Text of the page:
SANTA CLARA, Calif. - It's possible that Hillary Clinton may decide not to run for president in 2016, but there is very little reason to believe such a decision would be a result of her handling of the Benghazi attacks.
According to a recent Wall Street Journal poll, Clinton is leaving her post as secretary of state with an "eye-popping" 69 percent approval rating.
This is nearly 20 percent higher than President Obama's average approval rating in January, according to Real Clear Politics, and nearly 50 percent higher than Congress.
If Secretary Clinton's approval numbers are this high during a month in which she endured a hostile congressional grilling over Benghazi, there is no reason to expect the incident is going to meaningfully plague her.
Furthermore, the historical evidence suggests that Americans are not inclined to punish their leaders for a failure to anticipate and prevent attacks on our citizens. In the wake of surprise attacks we tend to be much more interested in national unity than in recriminations, as seen in the case of Pearl Harbor and the terror attacks of Sept. 11, 2001.
Ronald Reagan won a landslide re-election in 1984 only a year and a half after the Marine barracks bombing in Beirut, which killed 241 American servicemen, and George W. Bush was re-elected handily despite having failed to anticipate or prevent the 9/11 attacks - and recall that he had received a memo on Aug. 6 titled "Bin Laden Determined to Strike in U.S." While playing the "blame game" is a perennial favorite of politicians, the American people have never demonstrated much enthusiasm for it.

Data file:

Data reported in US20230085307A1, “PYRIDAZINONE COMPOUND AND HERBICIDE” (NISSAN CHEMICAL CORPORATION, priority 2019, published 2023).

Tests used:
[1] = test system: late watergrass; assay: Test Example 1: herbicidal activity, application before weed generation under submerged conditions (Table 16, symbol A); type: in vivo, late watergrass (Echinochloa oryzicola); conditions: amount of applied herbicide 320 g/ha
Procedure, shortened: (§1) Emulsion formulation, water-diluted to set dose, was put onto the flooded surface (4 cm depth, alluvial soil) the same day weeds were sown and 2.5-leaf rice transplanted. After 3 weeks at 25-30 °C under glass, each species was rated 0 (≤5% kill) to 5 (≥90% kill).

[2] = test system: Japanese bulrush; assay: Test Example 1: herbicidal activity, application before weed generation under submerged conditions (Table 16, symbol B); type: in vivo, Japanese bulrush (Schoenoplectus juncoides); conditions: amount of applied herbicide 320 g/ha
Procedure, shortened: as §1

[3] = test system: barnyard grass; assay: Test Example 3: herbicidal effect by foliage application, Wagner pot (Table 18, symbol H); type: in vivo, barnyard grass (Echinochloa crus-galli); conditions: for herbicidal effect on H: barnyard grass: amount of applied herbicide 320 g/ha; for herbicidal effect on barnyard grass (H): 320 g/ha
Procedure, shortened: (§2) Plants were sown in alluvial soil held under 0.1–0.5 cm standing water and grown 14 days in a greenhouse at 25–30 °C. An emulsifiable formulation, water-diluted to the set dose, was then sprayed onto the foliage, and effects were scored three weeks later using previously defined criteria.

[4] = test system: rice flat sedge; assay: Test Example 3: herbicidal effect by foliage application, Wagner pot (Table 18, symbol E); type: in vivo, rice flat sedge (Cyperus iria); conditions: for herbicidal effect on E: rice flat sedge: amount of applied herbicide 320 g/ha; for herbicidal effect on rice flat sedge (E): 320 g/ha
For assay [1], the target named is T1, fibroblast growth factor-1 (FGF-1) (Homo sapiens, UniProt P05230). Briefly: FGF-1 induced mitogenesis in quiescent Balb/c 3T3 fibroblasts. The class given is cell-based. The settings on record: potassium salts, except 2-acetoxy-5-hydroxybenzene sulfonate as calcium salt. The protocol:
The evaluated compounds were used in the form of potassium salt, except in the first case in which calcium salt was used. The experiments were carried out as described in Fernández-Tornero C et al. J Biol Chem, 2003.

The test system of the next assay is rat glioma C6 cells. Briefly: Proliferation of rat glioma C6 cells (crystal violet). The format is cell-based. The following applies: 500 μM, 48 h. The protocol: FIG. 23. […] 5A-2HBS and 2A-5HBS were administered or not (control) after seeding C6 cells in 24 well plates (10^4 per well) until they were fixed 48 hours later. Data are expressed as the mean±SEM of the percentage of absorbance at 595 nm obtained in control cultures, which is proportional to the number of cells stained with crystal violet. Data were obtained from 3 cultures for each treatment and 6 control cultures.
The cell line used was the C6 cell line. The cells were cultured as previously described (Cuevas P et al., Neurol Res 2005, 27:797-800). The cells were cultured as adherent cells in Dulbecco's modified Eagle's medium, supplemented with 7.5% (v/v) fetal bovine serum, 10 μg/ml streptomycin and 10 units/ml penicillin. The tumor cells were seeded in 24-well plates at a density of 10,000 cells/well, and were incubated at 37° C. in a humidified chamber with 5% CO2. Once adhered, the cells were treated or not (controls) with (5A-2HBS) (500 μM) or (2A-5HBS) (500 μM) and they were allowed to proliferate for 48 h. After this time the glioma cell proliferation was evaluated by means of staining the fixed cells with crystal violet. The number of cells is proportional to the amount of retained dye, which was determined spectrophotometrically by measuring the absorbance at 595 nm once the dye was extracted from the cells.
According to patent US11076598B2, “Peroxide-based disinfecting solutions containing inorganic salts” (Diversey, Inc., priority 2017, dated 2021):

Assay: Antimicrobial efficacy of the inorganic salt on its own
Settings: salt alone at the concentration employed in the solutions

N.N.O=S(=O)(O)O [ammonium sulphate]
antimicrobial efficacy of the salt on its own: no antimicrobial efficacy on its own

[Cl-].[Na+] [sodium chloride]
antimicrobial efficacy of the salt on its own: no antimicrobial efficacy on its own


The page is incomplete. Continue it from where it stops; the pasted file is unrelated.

Clinton's response to Benghazi is another factor working in her favor. Clinton directly answered tough questions from Congress in her testimony, and she forcefully argued that the State Department was doing everything within its power to address the problems and to hold the people responsible accountable.
Clinton has demonstrated a willingness to accept responsibility for mistakes that were made and to work to fix the problems that have been identified.
Most important, she has not engaged in a cover-up. Historically, this type of response satisfies the American people.
A leader's legacy is rarely dependent on a single event, regardless of how significant that event may seem at the time.
The continuing confidence the American people have shown in Clinton's leadership of the State Department reflects an appreciation of her overall record during a time that included the spread of democracy in North Africa and a general restoration of American prestige abroad.
But perhaps the strongest evidence that the Benghazi incident will not harm Secretary Clinton's legacy is the decisive re-election of President Obama. If Benghazi wasn't sufficient to prevent Barack Obama's re-election, it is hard to imagine that it would prevent Hillary Clinton from running in 2016 if she so chooses.
Every Monday we offer pro/con pieces from the McClatchy-Tribune News Service to give readers a broad view of issues.
Jim Cottrill is an assistant professor of political science at Santa Clara University.